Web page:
The algorithm also takes into account the "attractiveness” level of users, based on how many people have contacted them, and recommends profiles to people more likely to contact them. I’m a little less clear on how that works and suspect it’s not entirely politically correct.

However, Zhao said he believes his team’s algorithm could reduce instances of virtual rejection. The data his team analyzed, provided by an unnamed popular dating site, suggested initial contacts are reciprocated about 25 percent of the time. Zhao said the algorithm could improve such returns by 44 percent.

“The decision process of a human being is so complicated,” Zhao said. “ Our assumption here is your previous activity can actually reflect who you really want.”

So, should I start looking for people who share qualities with my ex-boyfriends? Zhao says yes.

I’m not so sure.

Perhaps part of the problem I have with the idea of connecting via the Internet is how much our online selves are not our real selves. Consider social networking sites like Facebook or Instagram. Studies have shown browsing an endless stream of photos and status updates about your friends’ and random acquaintances’ many gourmet meals, beach vacations and life accomplishments can actually cause depression.

It’s easy to think, “I’m just not as successful as everyone else I know,” when you’re getting ready to shovel your driveway for the 50th time this winter while a woman you went to kindergarten with is posting another photo of herself surfing with sea turtles in Hawaii.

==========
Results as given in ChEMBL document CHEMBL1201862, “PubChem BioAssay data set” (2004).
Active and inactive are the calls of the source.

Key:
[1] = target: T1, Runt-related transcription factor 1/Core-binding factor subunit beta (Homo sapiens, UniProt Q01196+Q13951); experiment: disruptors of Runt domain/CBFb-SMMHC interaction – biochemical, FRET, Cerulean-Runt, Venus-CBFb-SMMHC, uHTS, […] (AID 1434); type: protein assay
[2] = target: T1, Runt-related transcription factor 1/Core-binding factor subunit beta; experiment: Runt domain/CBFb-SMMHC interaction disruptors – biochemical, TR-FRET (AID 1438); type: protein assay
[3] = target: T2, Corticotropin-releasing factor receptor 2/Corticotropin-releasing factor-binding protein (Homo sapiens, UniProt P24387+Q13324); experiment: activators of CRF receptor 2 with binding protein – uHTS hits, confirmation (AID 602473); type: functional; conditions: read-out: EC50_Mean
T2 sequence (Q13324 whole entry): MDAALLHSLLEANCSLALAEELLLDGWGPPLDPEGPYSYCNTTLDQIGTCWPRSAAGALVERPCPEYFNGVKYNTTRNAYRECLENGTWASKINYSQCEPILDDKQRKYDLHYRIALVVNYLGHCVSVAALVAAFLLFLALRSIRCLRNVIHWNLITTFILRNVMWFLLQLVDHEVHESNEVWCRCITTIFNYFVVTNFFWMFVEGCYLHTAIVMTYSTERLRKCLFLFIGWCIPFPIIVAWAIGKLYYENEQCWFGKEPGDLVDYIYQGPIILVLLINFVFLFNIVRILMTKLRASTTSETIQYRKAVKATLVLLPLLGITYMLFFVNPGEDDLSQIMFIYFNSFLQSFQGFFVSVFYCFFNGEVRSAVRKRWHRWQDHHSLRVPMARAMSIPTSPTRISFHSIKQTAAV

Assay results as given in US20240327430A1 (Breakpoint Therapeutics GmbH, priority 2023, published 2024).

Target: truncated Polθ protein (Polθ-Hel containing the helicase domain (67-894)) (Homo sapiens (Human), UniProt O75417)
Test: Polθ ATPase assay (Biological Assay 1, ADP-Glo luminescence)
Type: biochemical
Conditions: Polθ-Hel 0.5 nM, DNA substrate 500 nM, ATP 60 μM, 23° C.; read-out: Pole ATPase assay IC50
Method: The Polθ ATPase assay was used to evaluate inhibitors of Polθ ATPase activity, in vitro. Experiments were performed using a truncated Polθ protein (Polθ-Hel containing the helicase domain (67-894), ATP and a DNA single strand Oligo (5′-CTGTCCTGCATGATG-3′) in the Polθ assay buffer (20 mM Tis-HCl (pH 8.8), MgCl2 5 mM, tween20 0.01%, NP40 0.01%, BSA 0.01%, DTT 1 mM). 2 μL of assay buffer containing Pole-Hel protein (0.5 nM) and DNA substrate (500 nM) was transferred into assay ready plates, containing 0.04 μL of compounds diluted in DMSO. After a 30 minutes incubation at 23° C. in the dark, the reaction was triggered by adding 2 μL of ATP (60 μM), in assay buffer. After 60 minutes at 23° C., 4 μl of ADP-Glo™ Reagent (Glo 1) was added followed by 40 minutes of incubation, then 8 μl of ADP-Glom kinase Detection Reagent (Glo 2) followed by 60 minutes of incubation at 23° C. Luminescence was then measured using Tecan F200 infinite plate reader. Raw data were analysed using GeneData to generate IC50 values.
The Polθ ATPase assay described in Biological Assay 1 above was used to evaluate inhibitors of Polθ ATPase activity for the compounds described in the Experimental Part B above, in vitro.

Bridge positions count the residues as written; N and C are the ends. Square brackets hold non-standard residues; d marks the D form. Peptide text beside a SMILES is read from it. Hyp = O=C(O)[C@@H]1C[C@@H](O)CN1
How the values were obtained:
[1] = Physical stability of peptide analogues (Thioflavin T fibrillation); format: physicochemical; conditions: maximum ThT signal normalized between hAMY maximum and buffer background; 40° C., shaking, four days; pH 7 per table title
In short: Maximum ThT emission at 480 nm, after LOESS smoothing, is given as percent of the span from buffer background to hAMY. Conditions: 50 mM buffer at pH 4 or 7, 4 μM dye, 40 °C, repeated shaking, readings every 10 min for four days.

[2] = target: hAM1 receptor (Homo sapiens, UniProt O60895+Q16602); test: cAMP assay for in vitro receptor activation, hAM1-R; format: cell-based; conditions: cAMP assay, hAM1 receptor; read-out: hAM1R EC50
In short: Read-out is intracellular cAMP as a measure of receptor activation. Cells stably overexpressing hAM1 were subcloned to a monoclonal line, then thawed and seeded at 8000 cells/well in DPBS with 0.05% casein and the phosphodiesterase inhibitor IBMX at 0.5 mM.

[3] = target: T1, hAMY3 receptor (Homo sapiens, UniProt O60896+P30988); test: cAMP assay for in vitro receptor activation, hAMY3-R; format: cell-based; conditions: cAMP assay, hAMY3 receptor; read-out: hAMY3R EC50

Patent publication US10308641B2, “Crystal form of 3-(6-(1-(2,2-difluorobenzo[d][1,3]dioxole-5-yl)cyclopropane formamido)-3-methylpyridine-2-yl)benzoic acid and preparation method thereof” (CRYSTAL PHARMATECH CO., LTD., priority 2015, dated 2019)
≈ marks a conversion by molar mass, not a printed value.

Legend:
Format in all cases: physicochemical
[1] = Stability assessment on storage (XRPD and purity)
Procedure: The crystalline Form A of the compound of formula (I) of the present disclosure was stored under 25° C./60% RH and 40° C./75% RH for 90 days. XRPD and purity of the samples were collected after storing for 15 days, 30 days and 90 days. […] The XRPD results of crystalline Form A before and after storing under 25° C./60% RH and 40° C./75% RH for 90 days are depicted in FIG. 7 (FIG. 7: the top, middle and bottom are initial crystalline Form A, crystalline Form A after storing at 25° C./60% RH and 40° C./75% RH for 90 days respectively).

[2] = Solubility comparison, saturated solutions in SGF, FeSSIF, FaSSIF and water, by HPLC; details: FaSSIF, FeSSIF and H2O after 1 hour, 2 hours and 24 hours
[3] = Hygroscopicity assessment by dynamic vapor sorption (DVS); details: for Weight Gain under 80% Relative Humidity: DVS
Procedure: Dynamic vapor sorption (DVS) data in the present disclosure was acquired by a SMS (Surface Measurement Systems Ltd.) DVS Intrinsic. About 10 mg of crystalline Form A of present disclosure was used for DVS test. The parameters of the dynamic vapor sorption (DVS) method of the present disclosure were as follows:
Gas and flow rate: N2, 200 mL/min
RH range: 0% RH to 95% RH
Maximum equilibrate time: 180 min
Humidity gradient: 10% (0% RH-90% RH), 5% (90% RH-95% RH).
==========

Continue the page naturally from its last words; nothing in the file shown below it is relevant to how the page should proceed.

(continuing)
But if you stop and think about it, you may post photos of the perfect meal you cooked once this week, but you’re probably not posting photos of the five other nights you reheated pizza. Our online selves are idealized versions of who we want to be, not portraits of who we actually are.

That being true? How can an online profile possibly lead to love?

Think though, of a first date. The first impressions we try to give in person are idealized as well.

You don’t show up to a first date unshowered in sweats or suggest you spend the evening binging on reruns of Buffy the Vampire Slayer.

No. You style your hair to complement a carefully selected outfit. You try to sound interesting over dinner.

So perhaps there’s hope for online dating after all. The numbers seem to think there’s something to it.

According to that same Pew report, 23 percent of online daters said they met a spouse or long term partner through a dating site.

Anecdotally, I got a huge number of responses when I asked my Facebook network for online dating success stories.

For starters, two of my cousins told me they met their spouses online. That was news to me (proving my earlier point about the persevering stigma).

One of them, Kelly Van Oosbree, formerly from Emmetsburg and now of Denver, Colo., met her husband Brian Ross on eHarmony.

“I was pretty cautious about signing up for online dating because I thought online dating was only for people who couldn’t get a date, and I also thought it was kind of skeezy,” she said.

But, like me, she put those reservations aside and the first match the site recommended was Ross.

“We dated casually for several months,” she said. “Fifteen months later we moved in together, and four years after our first date we were married.”

It’s stories like that — love stories, really — that convinced me to give online dating another go.